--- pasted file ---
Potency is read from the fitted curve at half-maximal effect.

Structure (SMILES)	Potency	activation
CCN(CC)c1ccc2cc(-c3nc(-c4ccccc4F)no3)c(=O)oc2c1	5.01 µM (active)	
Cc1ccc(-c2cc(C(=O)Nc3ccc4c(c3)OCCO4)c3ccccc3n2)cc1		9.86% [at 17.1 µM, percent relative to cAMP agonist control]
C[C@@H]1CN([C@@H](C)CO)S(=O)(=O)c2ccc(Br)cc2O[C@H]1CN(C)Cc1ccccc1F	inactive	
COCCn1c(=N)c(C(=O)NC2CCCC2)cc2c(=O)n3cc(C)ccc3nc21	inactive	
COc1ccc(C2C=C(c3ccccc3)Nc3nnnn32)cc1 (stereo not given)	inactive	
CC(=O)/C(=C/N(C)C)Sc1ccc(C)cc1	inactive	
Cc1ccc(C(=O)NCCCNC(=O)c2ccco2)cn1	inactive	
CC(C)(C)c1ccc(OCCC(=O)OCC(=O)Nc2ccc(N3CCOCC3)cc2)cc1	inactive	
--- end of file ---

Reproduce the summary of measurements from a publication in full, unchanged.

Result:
Potency is read from the fitted curve at half-maximal effect.

Structure (SMILES)	Potency	activation
CCN(CC)c1ccc2cc(-c3nc(-c4ccccc4F)no3)c(=O)oc2c1	5.01 µM (active)	
Cc1ccc(-c2cc(C(=O)Nc3ccc4c(c3)OCCO4)c3ccccc3n2)cc1		9.86% [at 17.1 µM, percent relative to cAMP agonist control]
C[C@@H]1CN([C@@H](C)CO)S(=O)(=O)c2ccc(Br)cc2O[C@H]1CN(C)Cc1ccccc1F	inactive	
COCCn1c(=N)c(C(=O)NC2CCCC2)cc2c(=O)n3cc(C)ccc3nc21	inactive	
COc1ccc(C2C=C(c3ccccc3)Nc3nnnn32)cc1 (stereo not given)	inactive	
CC(=O)/C(=C/N(C)C)Sc1ccc(C)cc1	inactive	
Cc1ccc(C(=O)NCCCNC(=O)c2ccco2)cn1	inactive	
CC(C)(C)c1ccc(OCCC(=O)OCC(=O)Nc2ccc(N3CCOCC3)cc2)cc1	inactive	